G4S 4 EU
After armed robberies, ethical concerns and an Al Qaida recruit, G4S pockets more than €120mln extra in EUHQ contracts
G4S may be having a nightmare in London with their underhandling of the Olympics, but they’re making hay with the EU institutions.
And that’s despite complaints that while in charge of EU Parliament security they presided over three armed robberies, that the company provided security to illegal Israeli settlements, checkpoints and prisons, and that one former G4S European Parliament guard has just been jailed in Belgium for Al Qaida links.
Members of the European Parliament became uneasy about the security arrangements at their Brussels headquarters in recent years, following a series of robberies which culminated in a bank heist last February.
G4S, which at the time had the 92.5 million euro five-year Brussels European Parliament security contract, came under further pressure when it transpired that one of their former guards had been recruited into a terrorist cell. He was sentenced last month to three years in prison.
The company has stressed that the individual in question hasn’t worked for G4S since 2003, but that hasn’t stopped some factions of the parliament raising concerns.
And European Parliament procurement bods faced calls to end dealings with G4S amidst concerns raised by MEPs and campaign groups about the role the company plays in equipping Israeli prisons which – the activists say – hold Palestinian political prisoners in violation of international law.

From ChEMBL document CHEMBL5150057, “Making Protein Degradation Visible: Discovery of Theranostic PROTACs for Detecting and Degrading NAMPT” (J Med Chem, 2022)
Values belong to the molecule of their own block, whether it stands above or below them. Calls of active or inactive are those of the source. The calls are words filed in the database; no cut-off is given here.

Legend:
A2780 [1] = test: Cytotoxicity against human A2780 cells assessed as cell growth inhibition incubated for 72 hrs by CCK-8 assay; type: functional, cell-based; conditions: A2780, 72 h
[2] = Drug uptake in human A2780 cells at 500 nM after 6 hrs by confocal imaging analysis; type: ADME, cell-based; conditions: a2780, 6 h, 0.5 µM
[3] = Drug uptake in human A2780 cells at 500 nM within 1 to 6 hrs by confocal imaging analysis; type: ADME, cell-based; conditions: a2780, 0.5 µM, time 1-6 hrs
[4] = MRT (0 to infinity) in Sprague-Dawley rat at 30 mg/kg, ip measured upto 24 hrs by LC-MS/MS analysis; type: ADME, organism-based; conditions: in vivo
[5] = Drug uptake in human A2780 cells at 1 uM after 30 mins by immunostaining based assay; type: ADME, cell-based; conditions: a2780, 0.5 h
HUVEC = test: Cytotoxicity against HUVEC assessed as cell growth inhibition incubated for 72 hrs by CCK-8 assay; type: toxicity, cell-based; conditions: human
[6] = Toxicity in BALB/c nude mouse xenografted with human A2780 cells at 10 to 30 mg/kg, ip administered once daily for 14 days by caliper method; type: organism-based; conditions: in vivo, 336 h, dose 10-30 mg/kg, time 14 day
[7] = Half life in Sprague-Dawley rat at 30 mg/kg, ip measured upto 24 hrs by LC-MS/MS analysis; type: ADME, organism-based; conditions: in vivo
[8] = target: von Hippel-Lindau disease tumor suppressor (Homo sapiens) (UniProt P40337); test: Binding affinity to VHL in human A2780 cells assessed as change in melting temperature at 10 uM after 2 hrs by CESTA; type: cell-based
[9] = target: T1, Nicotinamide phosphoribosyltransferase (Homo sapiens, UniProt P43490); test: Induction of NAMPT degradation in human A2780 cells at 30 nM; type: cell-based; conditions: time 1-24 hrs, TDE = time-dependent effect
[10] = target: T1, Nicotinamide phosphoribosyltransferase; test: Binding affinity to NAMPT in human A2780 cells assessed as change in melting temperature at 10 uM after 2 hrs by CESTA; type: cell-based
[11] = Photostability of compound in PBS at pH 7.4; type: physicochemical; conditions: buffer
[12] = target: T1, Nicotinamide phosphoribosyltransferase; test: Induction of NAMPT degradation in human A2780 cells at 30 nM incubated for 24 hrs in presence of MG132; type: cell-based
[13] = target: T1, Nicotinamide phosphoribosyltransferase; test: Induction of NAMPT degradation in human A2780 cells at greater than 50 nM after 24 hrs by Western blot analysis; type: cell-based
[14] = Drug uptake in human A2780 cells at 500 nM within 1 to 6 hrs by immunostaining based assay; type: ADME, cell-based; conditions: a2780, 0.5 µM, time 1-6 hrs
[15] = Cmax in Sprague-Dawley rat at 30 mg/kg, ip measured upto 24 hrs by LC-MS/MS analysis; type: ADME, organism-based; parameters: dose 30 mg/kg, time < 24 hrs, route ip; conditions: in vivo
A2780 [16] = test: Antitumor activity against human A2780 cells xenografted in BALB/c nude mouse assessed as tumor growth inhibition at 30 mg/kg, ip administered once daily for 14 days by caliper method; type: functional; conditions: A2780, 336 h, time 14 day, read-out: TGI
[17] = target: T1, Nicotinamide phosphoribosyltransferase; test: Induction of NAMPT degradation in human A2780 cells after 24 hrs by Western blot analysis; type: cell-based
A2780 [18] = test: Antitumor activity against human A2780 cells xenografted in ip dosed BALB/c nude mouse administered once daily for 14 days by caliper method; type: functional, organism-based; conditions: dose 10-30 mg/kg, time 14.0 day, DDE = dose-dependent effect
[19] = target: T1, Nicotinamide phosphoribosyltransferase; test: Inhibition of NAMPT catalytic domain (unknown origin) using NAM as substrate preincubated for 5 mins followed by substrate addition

The campaigners were jubilant in April this year when it transpired that the EP had indeed declined to renew the G4S contract.
However, over the last year as various EU institutional tenders have come up for grabs, despite G4S’s woes and the loss of two key contracts, the company is actually getting more dosh out of the major EU bodies.
Last year it also lost the contract – now worth 46 million euros over five years – to run the European Commission’s security in its Luxembourg offices. And the EP Brussels security detail would have seen them pocket 94.7 million, which instead went to Securitas.
Over the same period, however, it renewed its contract with the European Parliament for its Luxembourg properties, in a deal worth 48 million euros – 15.9 million euros more than the 2008-2012 tender.
And somehow, despite losing the main EP Brussels work, it managed to snaffle a 7 million euro ‘maintenance’ tender.
Then there was the motherload. In January last year – just before the third armed hold-up in the parliament – the European Commission awarded its security work to G4S for 237.8 million euros, ending its previous arrangement with Securitas.
In all, and in spite of the pressures on the company, ‘Monster calculates that G4S is now pocketing close to 300 million euros from the EU’s two biggest institutions, over 120 million euros more than during the previous round of contracts.
Although, judging by the scale of the London Olympic mishap, they’re going to need all the spare change they can muster…